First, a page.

How else can in-house legal teams use the data they collect from electronic contract management systems to their advantage?

Electronic contract management systems help reduce the potential for human error. It’s a lot harder to lose or forget things when it’s all electronic.

Electronic contract management systems also help keep track of things like deadlines and other covenants you’ve made in an agreement so that you can be compliant.

“Legal teams should be encouraged to find data points in the work that they do every day.”

[tweetthis]”Legal teams should be encouraged to find data points in the work that they do every day.”[/tweetthis]

Most important, however, is that many companies are increasingly becoming data-driven organizations, so legal teams should be encouraged to find data points in the work that they do every day.

This is especially necessary because most other business units are able to provide data that paints a picture of their performance and allows them to demonstrate their value to the company. For instance, sales can talk about the amount of revenue they brought in, and marketing can point to the number of leads they generated.

Traditionally, legal teams have found it difficult to provide similar data points – they often don’t have metrics that they can use to prove their value other than the number of hours that they’re putting in.

The problem is that everyone at the company is putting in a lot of hours, so in-house attorneys need to find other metrics that indicate their worth to the company: how efficient they are, how quickly they turn around contracts, how much they’ve reduced spend on outside counsel, et cetera.

Collecting and presenting that kind of data to business executives allows the legal team to prove their value and feel proud of the work that they do to keep the company going.

Despite all the benefits that electronic contract management systems offer, some in-house attorneys have trouble convincing business executives to invest in them. Why is that?

A lot of people see legal as a cost center, not a revenue generator. Other business units can convince executives to buy them the tools the want by saying, “If we buy this, our sales will go faster,” or, “If we buy that, our marketing will reach 50% more leads.” But the nature of legal is different, and it’s much harder to tie the purchase of legal technology to a positive revenue impact.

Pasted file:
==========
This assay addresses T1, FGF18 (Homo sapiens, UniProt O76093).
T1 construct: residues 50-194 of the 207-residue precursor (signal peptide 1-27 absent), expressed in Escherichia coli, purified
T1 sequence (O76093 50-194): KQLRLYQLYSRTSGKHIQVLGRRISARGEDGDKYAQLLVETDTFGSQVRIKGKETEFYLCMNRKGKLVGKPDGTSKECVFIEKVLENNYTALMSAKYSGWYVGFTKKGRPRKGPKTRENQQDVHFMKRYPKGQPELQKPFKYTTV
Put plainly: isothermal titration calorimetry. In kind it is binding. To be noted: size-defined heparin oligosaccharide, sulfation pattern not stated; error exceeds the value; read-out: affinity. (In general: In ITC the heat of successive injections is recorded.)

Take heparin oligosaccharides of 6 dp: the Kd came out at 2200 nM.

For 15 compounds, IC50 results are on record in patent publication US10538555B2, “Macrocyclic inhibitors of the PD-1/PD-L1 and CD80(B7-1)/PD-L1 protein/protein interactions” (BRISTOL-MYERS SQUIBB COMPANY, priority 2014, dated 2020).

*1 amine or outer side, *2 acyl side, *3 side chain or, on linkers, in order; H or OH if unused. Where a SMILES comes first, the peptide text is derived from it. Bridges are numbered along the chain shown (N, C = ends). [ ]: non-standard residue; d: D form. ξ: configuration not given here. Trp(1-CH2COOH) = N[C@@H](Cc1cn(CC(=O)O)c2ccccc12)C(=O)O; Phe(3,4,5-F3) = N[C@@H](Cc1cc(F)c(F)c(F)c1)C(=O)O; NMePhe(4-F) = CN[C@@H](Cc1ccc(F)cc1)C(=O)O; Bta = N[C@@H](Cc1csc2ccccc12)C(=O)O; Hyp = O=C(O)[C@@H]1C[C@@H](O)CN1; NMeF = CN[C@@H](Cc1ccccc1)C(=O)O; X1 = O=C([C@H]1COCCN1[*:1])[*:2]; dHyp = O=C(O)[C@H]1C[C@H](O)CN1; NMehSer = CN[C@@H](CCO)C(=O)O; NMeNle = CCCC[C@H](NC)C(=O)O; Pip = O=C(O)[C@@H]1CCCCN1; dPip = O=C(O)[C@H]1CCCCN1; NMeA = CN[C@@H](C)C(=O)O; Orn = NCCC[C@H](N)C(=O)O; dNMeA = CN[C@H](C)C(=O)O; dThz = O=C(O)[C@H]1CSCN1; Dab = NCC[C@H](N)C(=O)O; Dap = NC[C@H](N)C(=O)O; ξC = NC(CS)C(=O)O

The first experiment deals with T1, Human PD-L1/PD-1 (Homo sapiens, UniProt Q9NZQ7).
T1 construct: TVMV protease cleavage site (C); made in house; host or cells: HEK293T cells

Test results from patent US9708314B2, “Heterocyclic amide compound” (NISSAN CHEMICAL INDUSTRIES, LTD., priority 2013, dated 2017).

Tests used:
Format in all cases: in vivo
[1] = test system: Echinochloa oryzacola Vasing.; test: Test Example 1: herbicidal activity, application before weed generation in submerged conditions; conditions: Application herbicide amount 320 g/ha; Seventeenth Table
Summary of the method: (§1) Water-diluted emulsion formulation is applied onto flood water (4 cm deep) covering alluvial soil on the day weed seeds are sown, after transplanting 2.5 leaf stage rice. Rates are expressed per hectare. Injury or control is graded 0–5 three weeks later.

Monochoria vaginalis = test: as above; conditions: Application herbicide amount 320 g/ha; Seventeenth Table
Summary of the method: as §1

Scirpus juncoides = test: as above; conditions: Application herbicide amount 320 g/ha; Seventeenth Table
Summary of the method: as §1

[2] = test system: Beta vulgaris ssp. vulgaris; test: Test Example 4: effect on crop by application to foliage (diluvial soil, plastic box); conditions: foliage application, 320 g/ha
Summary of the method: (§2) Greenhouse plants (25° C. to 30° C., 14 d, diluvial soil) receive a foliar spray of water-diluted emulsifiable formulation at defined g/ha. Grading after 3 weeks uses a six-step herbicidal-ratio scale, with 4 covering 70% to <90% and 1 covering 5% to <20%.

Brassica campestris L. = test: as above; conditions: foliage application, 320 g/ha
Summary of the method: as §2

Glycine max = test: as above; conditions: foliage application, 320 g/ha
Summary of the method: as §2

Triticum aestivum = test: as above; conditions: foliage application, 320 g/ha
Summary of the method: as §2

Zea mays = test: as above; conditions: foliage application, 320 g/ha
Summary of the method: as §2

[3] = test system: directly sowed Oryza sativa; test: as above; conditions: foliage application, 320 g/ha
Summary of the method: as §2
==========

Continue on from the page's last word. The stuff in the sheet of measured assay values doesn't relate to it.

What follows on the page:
How can in-house attorneys overcome this difficulty?

They have to make a business case for the tool and tie it to the company’s bottom line, because that’s what businesses care about at the end of the day.

In-house legal teams have limited capacity, and when you’re at capacity, you have to outsource some projects to outside counsel. Electronic contract management systems free up the in-house attorneys’ time so that they can handle more projects in-house. Turning to outside counsel is inevitably more expensive than relying on in-house resources.

“A good electronic contract management system will also help the sales team work more quickly.”

[tweetthis]”A good electronic contract management system will help the sales team work more quickly.”[/tweetthis]

A good electronic contract management system will help the sales team work more quickly, which has a clear, positive impact on the bottom line as well.

Once a company has purchased a new contract management system, how should the legal team go about onboarding other business units?

Any change is really difficult to roll out because people are always going to default back to what they know, and everyone likes doing things their own way.

The one piece of advice that I have is to be patient with other business units, and encourage them to use the new products, even if they’re likely to use them incorrectly the first time. It’s easy for the legal team to say, “Don’t worry about it – I’ll take care of it.” But if you do that, other business units will never learn.

Instead, encourage them to use the product, fail, use it again, and fail again, until they get it right. As the old saying goes, “give a man a fish and you feed him for a day; teach a man to fish, you feed him for a lifetime.”

About the author

Aviva Schmitz

Aviva Schmitz

Aviva is a content marketing intern at UpCounsel and student at Tufts University in Medford, Massachusetts. She has served as an editor and contributing writer for publications such as The Culture Trip, the Tufts Daily, and satirical magazine The Zamboni.